Friday, September 19, 2014

Follow us:
Follow us on Facebook Follow us on Twitter Subscribe to this news feed 

News

Watertown/North

Despite funding rejection, Fort Drum connector highway project moves forward

  • Text size: + -
CNY/NNY/S. Tier: Despite funding rejection, Fort Drum connector highway project moves forward
Play now

Time Warner Cable video customers:
Sign in with your TWC ID to access our video clips.

  To view our videos, you need to
enable JavaScript. Learn how.
install Adobe Flash 9 or above. Install now.

Then come back here and refresh the page.

Federal transportation officials reject one funding source for the creation of a four-lane highway to connect Route 81 with Fort Drum, but that doesn't mean the connector highway project is cancelled. Our Katie Gibas explains why.

JEFFERSON COUNTY, N.Y. -- It'll make going between Fort Drum and Interstate 81 significantly faster and easier. The Interstate 781 project is moving full steam ahead, despite losing one source of funding.

"The job will be exactly the same as it was. The plans are the same. The plans have been out. The job has been advertised. Contractors have picked up plans. It was just a different way to fund the job," said Michael Flick, NYS DOT Region 7 Spokesperson.

The federal Transportation Department rejected the Interstate 781 grant application. The department had $1.5 billion available for projects across the country, but they received requests totaling more than $57 billion.

Local DOT officials say while it's disappointing, the project won't be affected because the grant was just an alternative way to fund the construction.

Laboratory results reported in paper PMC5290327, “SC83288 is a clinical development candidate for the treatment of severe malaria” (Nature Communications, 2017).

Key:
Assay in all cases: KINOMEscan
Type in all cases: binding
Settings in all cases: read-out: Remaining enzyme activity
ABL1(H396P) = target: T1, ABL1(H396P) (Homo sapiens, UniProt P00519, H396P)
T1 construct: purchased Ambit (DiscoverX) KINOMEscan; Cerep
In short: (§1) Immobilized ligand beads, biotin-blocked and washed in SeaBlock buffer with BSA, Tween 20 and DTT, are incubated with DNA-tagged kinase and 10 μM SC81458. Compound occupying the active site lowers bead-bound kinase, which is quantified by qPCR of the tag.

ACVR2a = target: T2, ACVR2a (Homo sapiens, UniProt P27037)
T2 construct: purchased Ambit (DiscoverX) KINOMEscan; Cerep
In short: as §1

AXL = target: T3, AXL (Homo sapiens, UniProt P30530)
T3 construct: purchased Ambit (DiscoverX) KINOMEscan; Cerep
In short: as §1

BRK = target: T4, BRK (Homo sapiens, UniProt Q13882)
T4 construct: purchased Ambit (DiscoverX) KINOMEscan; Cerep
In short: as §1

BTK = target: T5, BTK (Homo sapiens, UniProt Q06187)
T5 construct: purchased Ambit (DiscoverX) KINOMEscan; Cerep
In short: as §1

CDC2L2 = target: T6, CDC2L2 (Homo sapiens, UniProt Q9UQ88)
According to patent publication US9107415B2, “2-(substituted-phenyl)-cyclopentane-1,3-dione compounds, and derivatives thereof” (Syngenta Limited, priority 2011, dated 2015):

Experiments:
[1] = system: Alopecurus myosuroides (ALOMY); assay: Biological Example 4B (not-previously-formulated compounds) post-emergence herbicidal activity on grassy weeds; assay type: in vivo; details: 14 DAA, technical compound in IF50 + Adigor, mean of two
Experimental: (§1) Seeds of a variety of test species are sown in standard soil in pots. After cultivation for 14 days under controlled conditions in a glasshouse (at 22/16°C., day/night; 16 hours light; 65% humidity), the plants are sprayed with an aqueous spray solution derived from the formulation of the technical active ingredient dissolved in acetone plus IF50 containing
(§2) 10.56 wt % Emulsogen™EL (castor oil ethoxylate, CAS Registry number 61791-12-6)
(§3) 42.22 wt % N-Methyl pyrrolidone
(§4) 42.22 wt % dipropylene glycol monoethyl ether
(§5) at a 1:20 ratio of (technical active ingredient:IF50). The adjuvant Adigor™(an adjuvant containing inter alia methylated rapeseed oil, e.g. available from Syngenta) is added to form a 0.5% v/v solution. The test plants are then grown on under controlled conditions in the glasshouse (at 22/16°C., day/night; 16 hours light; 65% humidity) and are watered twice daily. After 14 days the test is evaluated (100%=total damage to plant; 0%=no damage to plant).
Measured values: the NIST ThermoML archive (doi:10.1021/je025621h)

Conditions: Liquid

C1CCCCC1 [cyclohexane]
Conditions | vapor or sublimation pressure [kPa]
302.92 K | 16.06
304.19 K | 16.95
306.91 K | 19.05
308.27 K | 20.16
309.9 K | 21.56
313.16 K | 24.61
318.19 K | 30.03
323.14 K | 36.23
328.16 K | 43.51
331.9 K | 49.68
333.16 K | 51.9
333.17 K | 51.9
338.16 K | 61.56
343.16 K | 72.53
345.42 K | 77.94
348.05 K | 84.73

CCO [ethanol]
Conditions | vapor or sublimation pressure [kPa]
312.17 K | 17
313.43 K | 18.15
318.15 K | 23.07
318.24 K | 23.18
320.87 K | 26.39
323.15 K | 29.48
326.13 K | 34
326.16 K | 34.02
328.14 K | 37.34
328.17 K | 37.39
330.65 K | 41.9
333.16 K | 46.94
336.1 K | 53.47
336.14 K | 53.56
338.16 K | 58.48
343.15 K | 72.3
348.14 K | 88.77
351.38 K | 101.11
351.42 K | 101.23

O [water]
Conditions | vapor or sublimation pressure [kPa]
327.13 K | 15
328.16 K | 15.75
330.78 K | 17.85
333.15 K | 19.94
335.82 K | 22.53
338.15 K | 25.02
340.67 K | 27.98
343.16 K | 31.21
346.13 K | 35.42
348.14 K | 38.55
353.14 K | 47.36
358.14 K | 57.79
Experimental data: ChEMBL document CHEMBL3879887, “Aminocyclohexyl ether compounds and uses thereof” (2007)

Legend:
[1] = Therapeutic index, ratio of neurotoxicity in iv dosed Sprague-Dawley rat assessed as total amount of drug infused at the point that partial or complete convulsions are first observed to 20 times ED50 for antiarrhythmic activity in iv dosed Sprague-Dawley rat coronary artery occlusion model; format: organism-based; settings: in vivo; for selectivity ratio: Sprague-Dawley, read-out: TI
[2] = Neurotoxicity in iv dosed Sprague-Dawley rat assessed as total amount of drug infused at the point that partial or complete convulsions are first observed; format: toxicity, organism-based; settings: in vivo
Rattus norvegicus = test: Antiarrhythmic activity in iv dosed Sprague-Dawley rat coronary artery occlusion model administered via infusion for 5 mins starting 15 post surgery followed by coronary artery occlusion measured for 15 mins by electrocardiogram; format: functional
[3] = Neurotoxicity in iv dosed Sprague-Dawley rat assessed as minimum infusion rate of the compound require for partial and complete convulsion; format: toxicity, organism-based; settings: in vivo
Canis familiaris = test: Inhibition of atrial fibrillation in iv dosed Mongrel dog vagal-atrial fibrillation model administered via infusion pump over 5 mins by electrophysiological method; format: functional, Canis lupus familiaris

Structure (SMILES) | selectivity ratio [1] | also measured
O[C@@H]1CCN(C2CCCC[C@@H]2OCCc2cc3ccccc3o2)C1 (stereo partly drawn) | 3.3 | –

"Had we gotten the monies, it would have freed up other monies for use elsewhere. It didn't and we didn't bank on that TIGER grant when the job was put together and developed and when the funding sources were considered," said Flick.

A spokesperson for Senator Kirsten Gillibrand says the senator is still trying to secure other funding sources for the project, particularly through the job creation bill they're working on because they say it is vital to the North Country economy and will create hundreds of jobs.

"We want to have a large construction project. That creates just. There are secondary and tertiary effects to that between the vendors, suppliers, the diners, the gasoline suppliers and what not," said Flick.

The project is already moving forward with workers clearing the trees and other obstacles before building can begin.

DOT officials are preparing to send out the bids for the actual construction of the project by April 1st.

10.11.12.245 ClientIP: 54.234.163.230, 208.185.118.78 UserAgent: CCBot/2.0 (http://commoncrawl.org/faq/) Profile: TWCSAMLSP